The Washington PostDemocracy Dies in Darkness

The last time China’s economy was growing this slowly, ‘Home Alone’ was in theaters

Wang Baoan, director of the National Bureau of Statistics, speaks to reporters during a press conference announcing China's GDP and economic data in Beijing on Jan. 19, 2016. (EPA)

The year was 1990. The Soviet Union existed. George H.W. Bush was president. And "Home Alone" was a box office hit.

It was also the last time China's economy grew as slowly as it did last year.

Chinese officials on Tuesday morning served up a fresh batch of statistics, including GDP growth for 2015: 6.9 percent.  The figure was broadly in line with predictions, but came in just short of the government's forecast of 7 percent.  By comparison, China's GDP grew 7.3 percent in 2014.

China's Shanghai Composite gained 3.2 percent and Hong Kong's Hang Seng index closed up 2 percent on the news. European markets also opened up.

However, the 6.9 percent figure was greeted with skepticism from analysts who question the accuracy of China's data, believing the government bolsters figures to make the economy look stronger than it is. "The continued stability of the official GDP figures will do little to assuage concerns over their credibility," wrote Julian Evans-Pritchard, China economist for Capital  Economics.

"That said, we still think concerns about China’s outlook are overdone and that the recent market volatility has been driven more by sentiment than by economic fundamentals."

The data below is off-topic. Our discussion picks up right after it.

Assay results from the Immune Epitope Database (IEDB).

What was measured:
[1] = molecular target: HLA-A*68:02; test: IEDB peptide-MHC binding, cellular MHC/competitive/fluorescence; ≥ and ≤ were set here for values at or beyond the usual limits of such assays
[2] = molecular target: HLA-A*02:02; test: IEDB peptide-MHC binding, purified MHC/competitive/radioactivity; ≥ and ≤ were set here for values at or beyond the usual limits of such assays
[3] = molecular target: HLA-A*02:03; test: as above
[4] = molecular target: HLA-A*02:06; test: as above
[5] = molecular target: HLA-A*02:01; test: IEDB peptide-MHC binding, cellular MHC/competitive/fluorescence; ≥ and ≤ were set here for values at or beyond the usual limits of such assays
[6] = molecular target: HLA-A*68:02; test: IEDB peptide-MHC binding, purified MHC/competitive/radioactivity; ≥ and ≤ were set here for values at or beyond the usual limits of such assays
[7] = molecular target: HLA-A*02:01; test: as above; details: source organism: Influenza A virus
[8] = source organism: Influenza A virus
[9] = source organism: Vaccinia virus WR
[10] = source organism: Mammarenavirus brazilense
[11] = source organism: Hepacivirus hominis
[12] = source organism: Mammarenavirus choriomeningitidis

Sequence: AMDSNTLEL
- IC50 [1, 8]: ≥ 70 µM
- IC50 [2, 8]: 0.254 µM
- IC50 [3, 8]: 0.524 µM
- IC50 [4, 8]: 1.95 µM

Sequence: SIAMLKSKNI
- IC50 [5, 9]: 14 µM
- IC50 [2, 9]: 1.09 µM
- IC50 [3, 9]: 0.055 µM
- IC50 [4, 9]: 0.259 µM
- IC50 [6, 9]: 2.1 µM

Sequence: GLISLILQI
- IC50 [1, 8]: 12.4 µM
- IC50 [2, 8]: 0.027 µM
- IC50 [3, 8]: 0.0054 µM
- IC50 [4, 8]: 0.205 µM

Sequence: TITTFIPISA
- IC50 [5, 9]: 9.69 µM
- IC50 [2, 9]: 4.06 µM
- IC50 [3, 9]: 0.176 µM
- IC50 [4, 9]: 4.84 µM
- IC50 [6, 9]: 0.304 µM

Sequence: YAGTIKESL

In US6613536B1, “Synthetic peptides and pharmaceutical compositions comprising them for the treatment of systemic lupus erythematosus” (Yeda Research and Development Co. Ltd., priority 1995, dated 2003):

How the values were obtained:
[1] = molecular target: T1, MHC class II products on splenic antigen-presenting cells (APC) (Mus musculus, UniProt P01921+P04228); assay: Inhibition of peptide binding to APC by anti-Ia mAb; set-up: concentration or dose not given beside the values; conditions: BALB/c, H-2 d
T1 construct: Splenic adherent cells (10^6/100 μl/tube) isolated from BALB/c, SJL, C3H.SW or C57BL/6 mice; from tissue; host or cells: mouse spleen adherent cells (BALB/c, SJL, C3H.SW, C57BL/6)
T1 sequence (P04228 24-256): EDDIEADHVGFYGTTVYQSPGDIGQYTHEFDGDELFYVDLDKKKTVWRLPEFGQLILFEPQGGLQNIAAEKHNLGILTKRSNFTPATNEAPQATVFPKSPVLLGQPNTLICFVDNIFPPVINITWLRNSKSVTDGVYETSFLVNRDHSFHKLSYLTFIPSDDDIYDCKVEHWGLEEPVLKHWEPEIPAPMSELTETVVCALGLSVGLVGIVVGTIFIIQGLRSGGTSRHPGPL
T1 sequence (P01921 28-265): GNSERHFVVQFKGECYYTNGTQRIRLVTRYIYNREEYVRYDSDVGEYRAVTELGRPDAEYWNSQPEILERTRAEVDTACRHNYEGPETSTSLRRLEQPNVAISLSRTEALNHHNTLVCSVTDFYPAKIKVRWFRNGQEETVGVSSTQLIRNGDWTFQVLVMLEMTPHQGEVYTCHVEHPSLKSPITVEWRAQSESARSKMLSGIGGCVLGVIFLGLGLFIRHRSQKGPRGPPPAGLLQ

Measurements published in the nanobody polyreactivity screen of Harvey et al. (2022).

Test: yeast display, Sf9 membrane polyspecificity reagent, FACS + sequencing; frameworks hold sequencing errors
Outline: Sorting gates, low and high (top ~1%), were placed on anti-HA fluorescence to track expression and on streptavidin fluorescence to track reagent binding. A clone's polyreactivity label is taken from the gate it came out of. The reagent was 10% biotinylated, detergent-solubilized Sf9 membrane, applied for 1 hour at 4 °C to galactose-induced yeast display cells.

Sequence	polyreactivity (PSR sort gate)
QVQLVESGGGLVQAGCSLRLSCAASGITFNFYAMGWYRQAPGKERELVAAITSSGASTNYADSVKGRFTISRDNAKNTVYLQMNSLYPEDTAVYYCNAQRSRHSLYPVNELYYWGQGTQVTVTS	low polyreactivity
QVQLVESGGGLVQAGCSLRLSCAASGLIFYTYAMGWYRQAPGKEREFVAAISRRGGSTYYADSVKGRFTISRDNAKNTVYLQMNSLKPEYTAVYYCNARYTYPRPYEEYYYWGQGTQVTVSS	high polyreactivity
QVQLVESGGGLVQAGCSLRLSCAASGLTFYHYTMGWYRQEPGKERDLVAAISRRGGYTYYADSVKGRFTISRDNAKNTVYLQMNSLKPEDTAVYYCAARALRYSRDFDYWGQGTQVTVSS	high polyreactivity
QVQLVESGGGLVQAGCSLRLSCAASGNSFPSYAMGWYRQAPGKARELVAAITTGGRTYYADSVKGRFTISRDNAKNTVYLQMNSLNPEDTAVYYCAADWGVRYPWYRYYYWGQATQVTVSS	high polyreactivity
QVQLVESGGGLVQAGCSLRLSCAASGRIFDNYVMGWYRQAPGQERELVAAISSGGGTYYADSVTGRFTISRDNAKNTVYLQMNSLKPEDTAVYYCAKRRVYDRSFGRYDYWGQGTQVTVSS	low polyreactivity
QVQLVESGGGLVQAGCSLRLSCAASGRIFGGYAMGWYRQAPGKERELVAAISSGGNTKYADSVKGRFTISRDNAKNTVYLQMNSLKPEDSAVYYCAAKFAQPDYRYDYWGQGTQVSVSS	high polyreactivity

In other words: The statistics are rubbish and the economy is slowing, but things are probably — probably — not as bad as you think.

Questions about the reliability of Chinese data, combined with wild market swings has done much to sour global sentiment on China. But whether or not China is growing at 6.9 percent, or 4, 5, 6 percent, as some analysts guess, what's clear — and most broadly significant — is that China's decades-long growth spurt is petering out.

China's rulers know this. They know they must stop pouring money into heavy industry, infrastructure investment and the property market and shift to services, consumer spending and tech. They know this will lead to slower growth — the "new normal" they call it.

That transition won't be easy, as recent economic missteps have shown. Though China's stock market is not closely linked to its real economy, the government's handling of recent stock woes has rightly raised questions about economic policy making at the highest levels.

On Tuesday, Chinese officials sought to ease those worries, defending their statistics as "valid and reliable.” In a press release, the statistic agency said slower growth reflected a "complicated international  environment and increasing downward pressure on the economy," but was in line with plans for "moderate and sound development."

Their prediction for 2016: more of the same.